The list of defunct lesbian bars is getting too long to name, but the departed include the Egyptian Room in Portland, Tink’s Pub in Louisville, Sisters Nightclub in Philadelphia, Peg's Place in San Francisco, T’s in Chicago, Chances Bar in Houston, and Bullfishes in Cincinnati. Washington D.C., which has the highest concentration of LGBT people in the U.S., has no active lesbian nightclubs, at least following the closure of Phase 1 in 2015. GayCities New York counts 65 bars for gay men, and just three for queer women.
The Huffington Post’s Jen Jack Gieseking argues that there’s a reason for the nightlife gender gap. “Unlike men, women drink less, age out of using bars, and are also less comfortable with meeting and interacting with other women in these spaces,” Gieseking writes. Conventional wisdom also suggests that when queer women pair up, they are less likely to go out to a bar than gay men in a committed relationship.
A more compelling reason, though, is that many of these potential patrons simply can’t afford the extra expense. In a 2013 study, UCLA’s Williams Institute found that 7.6 percent of lesbian couples are living below the poverty line, a rate that’s 33 percent higher than their heterosexual counterparts. Women in same-sex relationships are nearly twice as likely to receive food stamps than gay male couples, largely due to pay discrepancy in the workplace. Women earn 77 cents for every dollar a man earns, and although there’s no data on the subject, that low pay is likely to be compounded by homophobia. You can still be fired in 30 states for being LGBT.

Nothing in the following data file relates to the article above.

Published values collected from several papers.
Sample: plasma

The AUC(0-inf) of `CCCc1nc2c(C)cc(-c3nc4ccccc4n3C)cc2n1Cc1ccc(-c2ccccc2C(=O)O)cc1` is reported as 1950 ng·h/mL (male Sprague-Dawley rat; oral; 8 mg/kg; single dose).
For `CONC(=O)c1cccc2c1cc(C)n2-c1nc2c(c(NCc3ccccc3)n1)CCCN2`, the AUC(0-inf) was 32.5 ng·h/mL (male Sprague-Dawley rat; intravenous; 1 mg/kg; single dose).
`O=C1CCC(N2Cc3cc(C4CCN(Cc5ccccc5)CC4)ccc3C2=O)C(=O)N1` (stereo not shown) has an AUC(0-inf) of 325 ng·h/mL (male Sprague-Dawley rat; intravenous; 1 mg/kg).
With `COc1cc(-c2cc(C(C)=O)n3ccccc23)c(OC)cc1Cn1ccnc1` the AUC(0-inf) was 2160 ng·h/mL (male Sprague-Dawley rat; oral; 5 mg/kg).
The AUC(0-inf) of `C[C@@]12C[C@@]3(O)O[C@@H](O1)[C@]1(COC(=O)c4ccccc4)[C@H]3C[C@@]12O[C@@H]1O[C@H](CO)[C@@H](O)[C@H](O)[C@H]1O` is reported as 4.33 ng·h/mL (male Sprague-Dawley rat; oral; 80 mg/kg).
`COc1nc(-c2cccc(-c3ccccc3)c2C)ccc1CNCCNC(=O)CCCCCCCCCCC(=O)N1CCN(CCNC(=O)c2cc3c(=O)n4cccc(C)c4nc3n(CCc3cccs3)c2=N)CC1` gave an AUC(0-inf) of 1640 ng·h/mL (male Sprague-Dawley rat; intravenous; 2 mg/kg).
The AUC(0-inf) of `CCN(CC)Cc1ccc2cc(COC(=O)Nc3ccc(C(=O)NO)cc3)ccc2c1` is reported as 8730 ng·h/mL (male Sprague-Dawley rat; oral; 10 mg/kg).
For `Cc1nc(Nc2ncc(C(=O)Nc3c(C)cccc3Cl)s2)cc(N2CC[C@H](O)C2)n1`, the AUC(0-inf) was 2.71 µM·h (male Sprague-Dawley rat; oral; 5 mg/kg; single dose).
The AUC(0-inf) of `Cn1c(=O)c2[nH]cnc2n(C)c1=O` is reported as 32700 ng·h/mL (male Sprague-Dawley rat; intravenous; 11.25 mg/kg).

The decreased purchasing power of queer women also impacts digital spaces. If lesbians and bisexual women have less disposable income, these populations are viewed as being less attractive to prospective advertisers. It’s notable that while a number of popular gay blogs continue to be profitable and successful — including Queerty, JoeMyGod, and Towleroad — their female-centric counterparts are nearly non-existent.
Whether its a blog or yet another bar closure, the disappearance of these spaces amounts to the continued erasure of queer culture. With so few remaining physical places that lesbians and bisexual women have left to call their own, websites like AfterEllen take on an even greater importance as a place to find community and discover yourself. “AfterEllen is just one of the homes lesbian, bisexual, and queer women will have lost in the last decade,” Bendix writes. “It was a refuge, a community, a virtual church for so many. I’m not sure that some people outside of us can really ever understand that.”
AfterEllen’s archives will remain online for the foreseeable future, but its loss is simply incalculable. 2016 been a terrible, horrible, no good, very bad year for ailing digital publishers, but for queer women, the trend is awfully familiar.